Brazil Claims ‘Non-Compliance,’ Demands More Censorship After X/Twitter Cave

Elon Musk's X logo for Twitter
Anadolu Agency/Getty

Supreme Federal Tribunal (STF) Minister Alexandre de Moraes of Brazil gave a five-day deadline to the X/Twitter social media platform to inform the court of alleged cases of non-compliance with the court’s censorship orders.

The order, issued on Saturday, demands that X/Twitter representatives inform the Brazilian top court why the platform allegedly allowed six censored Brazilian accounts belonging to local journalists and politicians to broadcast live content.

The STF order comes less than a week after X/Twitter lawyers reportedly informed the Brazilian top court that the company would comply with a lengthy list of censorship demands from de Moraes. The alleged letter of compliance from the attorneys marked a dramatic shift in the tone of relations between the Brazilian judiciary and X/Twitter after its owner, Elon Musk, openly expressed his intention to ignore the STF’s censorious rulings in early April. 

In a rant on the platform, Musk also personally accused de Moraes of acting as a “dictator” and urged Brazilians to remove him from the court.

SpaceX, X/Twitter, and Tesla CEO Elon Musk (Alain JOCARD/AFP)

The initial ruling reportedly stems from a report that the Brazilian Federal Police issued that argued the ability to broadcast live on the X/Twitter platform through its “Spaces” feature allowed the targets of STF’s censorship orders to circumvent the court’s mandates and allowed Brazilian X/Twitter users to interact with the blocked accounts.

The six accounts that the Brazilian Police’s report listed belong to the conservative news outlet Terça Livre, economist Rodrigo Constantino, journalists Paulo Figueiredo and Allan Dos Santos, writer Oswaldo Eustáquio, and Brazilian Senator Marcos do Val. All six accounts are censored in Brazil and cannot be accessed from within Brazilian territory.

CNN Brasil reported on Tuesday morning that all six accounts are part of an active inquiry that de Moraes opened in 2021 to investigate so-called “anti-democratic digital militias” that spread “fake news” and “threaten democracy” in Brazil. De Moraes, who has in recent years spearheaded a campaign against “fake news,” ordered Musk’s inclusion in the inquiry in April.

President of the Supreme Electoral Court Minister Alexandre de Moraes (Gustavo Moreno/AP)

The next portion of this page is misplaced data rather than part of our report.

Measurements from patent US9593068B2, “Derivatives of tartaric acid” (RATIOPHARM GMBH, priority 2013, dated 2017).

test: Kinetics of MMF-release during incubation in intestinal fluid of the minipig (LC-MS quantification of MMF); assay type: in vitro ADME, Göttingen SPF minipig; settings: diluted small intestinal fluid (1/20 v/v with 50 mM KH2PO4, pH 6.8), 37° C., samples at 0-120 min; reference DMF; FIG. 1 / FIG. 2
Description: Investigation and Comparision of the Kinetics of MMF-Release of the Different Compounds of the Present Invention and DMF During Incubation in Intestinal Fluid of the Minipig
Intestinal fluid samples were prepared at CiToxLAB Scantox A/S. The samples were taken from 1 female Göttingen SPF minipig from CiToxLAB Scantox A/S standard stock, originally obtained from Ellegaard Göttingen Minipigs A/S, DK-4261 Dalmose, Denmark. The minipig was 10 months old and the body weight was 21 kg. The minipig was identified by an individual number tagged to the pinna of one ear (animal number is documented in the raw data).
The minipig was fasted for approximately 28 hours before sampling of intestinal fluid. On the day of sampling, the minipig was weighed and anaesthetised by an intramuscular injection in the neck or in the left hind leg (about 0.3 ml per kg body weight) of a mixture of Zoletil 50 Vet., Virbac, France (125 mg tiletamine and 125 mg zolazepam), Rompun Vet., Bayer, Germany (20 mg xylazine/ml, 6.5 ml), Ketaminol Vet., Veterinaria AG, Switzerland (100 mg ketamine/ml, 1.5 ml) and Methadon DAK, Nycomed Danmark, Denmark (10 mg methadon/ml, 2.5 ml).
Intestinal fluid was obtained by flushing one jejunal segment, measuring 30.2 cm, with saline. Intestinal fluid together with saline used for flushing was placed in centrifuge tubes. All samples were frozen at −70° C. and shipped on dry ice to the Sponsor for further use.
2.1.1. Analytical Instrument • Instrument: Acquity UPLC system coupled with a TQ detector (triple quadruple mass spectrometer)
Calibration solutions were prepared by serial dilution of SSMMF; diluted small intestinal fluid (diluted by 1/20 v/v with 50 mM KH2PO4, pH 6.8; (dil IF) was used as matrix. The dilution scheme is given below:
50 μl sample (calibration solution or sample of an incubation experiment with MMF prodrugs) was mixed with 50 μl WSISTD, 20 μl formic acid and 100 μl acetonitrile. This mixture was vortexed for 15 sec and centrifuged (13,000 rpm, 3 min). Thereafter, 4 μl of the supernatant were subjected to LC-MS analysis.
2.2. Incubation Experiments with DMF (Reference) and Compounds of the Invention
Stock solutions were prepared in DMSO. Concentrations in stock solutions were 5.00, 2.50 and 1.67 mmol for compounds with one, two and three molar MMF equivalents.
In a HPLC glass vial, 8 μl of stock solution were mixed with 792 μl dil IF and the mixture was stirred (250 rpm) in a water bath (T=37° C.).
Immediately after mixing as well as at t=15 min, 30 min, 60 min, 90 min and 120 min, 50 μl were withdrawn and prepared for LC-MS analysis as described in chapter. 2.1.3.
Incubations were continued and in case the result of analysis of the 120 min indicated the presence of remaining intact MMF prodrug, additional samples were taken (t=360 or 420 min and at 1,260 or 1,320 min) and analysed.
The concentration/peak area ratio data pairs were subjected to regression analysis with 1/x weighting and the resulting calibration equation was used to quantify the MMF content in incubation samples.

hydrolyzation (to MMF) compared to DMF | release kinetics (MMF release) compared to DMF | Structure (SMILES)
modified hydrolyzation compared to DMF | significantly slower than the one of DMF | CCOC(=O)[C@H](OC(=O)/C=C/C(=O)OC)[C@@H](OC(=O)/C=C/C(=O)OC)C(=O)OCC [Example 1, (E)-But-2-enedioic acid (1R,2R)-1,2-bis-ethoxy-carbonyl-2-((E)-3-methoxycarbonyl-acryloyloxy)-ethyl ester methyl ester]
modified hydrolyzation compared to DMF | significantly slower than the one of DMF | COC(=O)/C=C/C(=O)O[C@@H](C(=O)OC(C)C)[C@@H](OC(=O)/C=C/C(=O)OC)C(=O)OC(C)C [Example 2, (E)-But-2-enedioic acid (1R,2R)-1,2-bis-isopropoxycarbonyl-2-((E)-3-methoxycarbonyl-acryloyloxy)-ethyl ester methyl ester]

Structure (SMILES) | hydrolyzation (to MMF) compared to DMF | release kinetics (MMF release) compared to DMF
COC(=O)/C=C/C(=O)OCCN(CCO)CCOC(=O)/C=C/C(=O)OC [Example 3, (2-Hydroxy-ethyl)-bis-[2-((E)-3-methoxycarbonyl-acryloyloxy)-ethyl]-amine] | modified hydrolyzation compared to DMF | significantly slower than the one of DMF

According to the federal police report, the alleged “digital militias” “organized” themselves by providing access links to the accounts’ live broadcasts outside Brazilian territory. The police also alleged that dos Santos, Constantino, and Figuereido, who currently live in the United States, continue to “disseminate false information” in their X/Twitter live broadcasts.

The posts that the account owners currently living outside Brazil made, according to the police report, incite their followers to “attack the constituted powers,” which “demonstrate that the investigated never ceased their criminal conduct.”

Neither X/Twitter nor Musk have publicly commented on the ruling at press time.

Musk, who describes himself as a “free speech absolutist,” condemned de Moraes and the Brazilian court system shortly before Reuters reported that his attorneys expressed their wish to comply with the rulings in question. Musk called for de Moraes’s impeachment or resignation after accusing the judge of rigging Brazil’s highly controversial 2022 presidential election, in which socialist convicted felon Luiz Inácio Lula da Silva was elected for a third term after narrowly defeating his predecessor, conservative former President Jair Bolsonaro.

Brazilian President Luiz Inacio Lula da Silva (Carsten Koall/Getty Images)

During that campaign, de Moraes was at the forefront of a censorship campaign against Bolsonaro, banning the conservative former president’s campaign from calling Lula a “thief” or “criminal” in reference to Lula’s multiple convictions on corruption charges. De Moraes also ordered multiple police raids against lawmakers, comedians, content creators, and regular citizens supportive of Bolsonaro in recent years.

Former Brazilian President Jair Bolsonaro (Anna Moneymaker/Getty Images)

De Moraes responded to Musk’s original statements implying he would defy the orders by opening an investigation into the billionaire to determine if he had engaged in alleged “obstruction of justice” and “incitement to crime.”

De Moraes is responsible for a prolonged censorship campaign against Brazilian politicians, journalists, and civilians, forcing X/Twitter and other social media platforms such as Facebook and YouTube to restrict access to dozens of accounts within Brazilian territory. Failure to comply with the court’s censorship orders is met with threats of hefty daily fines of roughly $20,000 per account that said platform fails to censor. The Judiciary Committee of the United States House of Representatives released a report on April 17, 2024, disclosing more than 300 censorship rulings that de Moraes issued against X/Twitter and other social media platforms.

Christian K. Caruzo is a Venezuelan writer and documents life under socialism. You can follow him on X/Twitter here.


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